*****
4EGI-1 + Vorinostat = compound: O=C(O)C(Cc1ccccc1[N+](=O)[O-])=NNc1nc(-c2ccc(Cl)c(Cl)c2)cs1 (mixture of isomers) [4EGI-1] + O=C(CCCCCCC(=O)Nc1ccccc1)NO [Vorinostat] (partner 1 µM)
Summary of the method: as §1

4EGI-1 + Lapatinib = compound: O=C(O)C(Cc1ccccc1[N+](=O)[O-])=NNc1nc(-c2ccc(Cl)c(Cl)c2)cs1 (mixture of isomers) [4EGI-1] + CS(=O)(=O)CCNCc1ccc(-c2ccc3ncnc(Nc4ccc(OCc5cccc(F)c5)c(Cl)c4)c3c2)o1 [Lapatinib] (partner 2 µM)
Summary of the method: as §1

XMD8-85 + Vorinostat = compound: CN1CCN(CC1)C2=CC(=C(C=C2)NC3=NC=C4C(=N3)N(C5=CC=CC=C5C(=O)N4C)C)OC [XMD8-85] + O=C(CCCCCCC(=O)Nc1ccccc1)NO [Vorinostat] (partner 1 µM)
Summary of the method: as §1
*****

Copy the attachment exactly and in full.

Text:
4EGI-1 + Vorinostat = compound: O=C(O)C(Cc1ccccc1[N+](=O)[O-])=NNc1nc(-c2ccc(Cl)c(Cl)c2)cs1 (mixture of isomers) [4EGI-1] + O=C(CCCCCCC(=O)Nc1ccccc1)NO [Vorinostat] (partner 1 µM)
Summary of the method: as §1

4EGI-1 + Lapatinib = compound: O=C(O)C(Cc1ccccc1[N+](=O)[O-])=NNc1nc(-c2ccc(Cl)c(Cl)c2)cs1 (mixture of isomers) [4EGI-1] + CS(=O)(=O)CCNCc1ccc(-c2ccc3ncnc(Nc4ccc(OCc5cccc(F)c5)c(Cl)c4)c3c2)o1 [Lapatinib] (partner 2 µM)
Summary of the method: as §1

XMD8-85 + Vorinostat = compound: CN1CCN(CC1)C2=CC(=C(C=C2)NC3=NC=C4C(=N3)N(C5=CC=CC=C5C(=O)N4C)C)OC [XMD8-85] + O=C(CCCCCCC(=O)Nc1ccccc1)NO [Vorinostat] (partner 1 µM)
Summary of the method: as §1